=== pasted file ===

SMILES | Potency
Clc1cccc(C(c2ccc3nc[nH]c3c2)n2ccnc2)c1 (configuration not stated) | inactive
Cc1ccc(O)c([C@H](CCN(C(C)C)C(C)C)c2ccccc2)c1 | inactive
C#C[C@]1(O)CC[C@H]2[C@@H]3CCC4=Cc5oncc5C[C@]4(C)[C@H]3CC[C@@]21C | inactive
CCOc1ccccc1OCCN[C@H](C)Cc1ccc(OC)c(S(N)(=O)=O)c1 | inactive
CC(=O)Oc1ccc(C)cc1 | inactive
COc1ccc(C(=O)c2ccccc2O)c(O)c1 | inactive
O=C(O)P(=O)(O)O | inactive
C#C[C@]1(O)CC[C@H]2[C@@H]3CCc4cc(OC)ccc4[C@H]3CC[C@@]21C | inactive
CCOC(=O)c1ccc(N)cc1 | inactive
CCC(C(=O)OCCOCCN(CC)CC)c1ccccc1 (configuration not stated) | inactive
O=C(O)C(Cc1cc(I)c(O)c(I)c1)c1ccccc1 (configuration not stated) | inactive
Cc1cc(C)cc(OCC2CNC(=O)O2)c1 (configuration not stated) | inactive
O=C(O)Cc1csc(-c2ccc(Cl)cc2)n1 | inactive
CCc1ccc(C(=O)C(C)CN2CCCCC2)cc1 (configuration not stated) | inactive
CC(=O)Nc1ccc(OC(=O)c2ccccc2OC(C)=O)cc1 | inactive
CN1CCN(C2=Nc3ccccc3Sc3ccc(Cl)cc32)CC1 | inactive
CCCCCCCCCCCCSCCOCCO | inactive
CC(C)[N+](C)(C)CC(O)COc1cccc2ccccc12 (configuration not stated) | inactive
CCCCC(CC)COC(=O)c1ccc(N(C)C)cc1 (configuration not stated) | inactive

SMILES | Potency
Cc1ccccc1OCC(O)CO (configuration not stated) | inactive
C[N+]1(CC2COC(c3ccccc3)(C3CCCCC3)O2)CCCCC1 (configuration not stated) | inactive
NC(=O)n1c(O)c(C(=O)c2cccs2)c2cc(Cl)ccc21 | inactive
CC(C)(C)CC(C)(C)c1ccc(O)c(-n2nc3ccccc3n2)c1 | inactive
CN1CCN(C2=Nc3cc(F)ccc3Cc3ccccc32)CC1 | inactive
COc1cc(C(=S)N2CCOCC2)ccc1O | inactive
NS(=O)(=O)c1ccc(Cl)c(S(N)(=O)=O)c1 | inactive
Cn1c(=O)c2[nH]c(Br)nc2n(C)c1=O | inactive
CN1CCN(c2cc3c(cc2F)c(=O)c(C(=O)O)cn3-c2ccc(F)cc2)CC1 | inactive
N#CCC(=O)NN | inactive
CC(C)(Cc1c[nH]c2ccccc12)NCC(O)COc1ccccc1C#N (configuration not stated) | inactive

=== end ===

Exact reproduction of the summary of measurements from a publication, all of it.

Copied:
SMILES | Potency
Clc1cccc(C(c2ccc3nc[nH]c3c2)n2ccnc2)c1 (configuration not stated) | inactive
Cc1ccc(O)c([C@H](CCN(C(C)C)C(C)C)c2ccccc2)c1 | inactive
C#C[C@]1(O)CC[C@H]2[C@@H]3CCC4=Cc5oncc5C[C@]4(C)[C@H]3CC[C@@]21C | inactive
CCOc1ccccc1OCCN[C@H](C)Cc1ccc(OC)c(S(N)(=O)=O)c1 | inactive
CC(=O)Oc1ccc(C)cc1 | inactive
COc1ccc(C(=O)c2ccccc2O)c(O)c1 | inactive
O=C(O)P(=O)(O)O | inactive
C#C[C@]1(O)CC[C@H]2[C@@H]3CCc4cc(OC)ccc4[C@H]3CC[C@@]21C | inactive
CCOC(=O)c1ccc(N)cc1 | inactive
CCC(C(=O)OCCOCCN(CC)CC)c1ccccc1 (configuration not stated) | inactive
O=C(O)C(Cc1cc(I)c(O)c(I)c1)c1ccccc1 (configuration not stated) | inactive
Cc1cc(C)cc(OCC2CNC(=O)O2)c1 (configuration not stated) | inactive
O=C(O)Cc1csc(-c2ccc(Cl)cc2)n1 | inactive
CCc1ccc(C(=O)C(C)CN2CCCCC2)cc1 (configuration not stated) | inactive
CC(=O)Nc1ccc(OC(=O)c2ccccc2OC(C)=O)cc1 | inactive
CN1CCN(C2=Nc3ccccc3Sc3ccc(Cl)cc32)CC1 | inactive
CCCCCCCCCCCCSCCOCCO | inactive
CC(C)[N+](C)(C)CC(O)COc1cccc2ccccc12 (configuration not stated) | inactive
CCCCC(CC)COC(=O)c1ccc(N(C)C)cc1 (configuration not stated) | inactive

SMILES | Potency
Cc1ccccc1OCC(O)CO (configuration not stated) | inactive
C[N+]1(CC2COC(c3ccccc3)(C3CCCCC3)O2)CCCCC1 (configuration not stated) | inactive
NC(=O)n1c(O)c(C(=O)c2cccs2)c2cc(Cl)ccc21 | inactive
CC(C)(C)CC(C)(C)c1ccc(O)c(-n2nc3ccccc3n2)c1 | inactive
CN1CCN(C2=Nc3cc(F)ccc3Cc3ccccc32)CC1 | inactive
COc1cc(C(=S)N2CCOCC2)ccc1O | inactive
NS(=O)(=O)c1ccc(Cl)c(S(N)(=O)=O)c1 | inactive
Cn1c(=O)c2[nH]c(Br)nc2n(C)c1=O | inactive
CN1CCN(c2cc3c(cc2F)c(=O)c(C(=O)O)cn3-c2ccc(F)cc2)CC1 | inactive
N#CCC(=O)NN | inactive
CC(C)(Cc1c[nH]c2ccccc12)NCC(O)COc1ccccc1C#N (configuration not stated) | inactive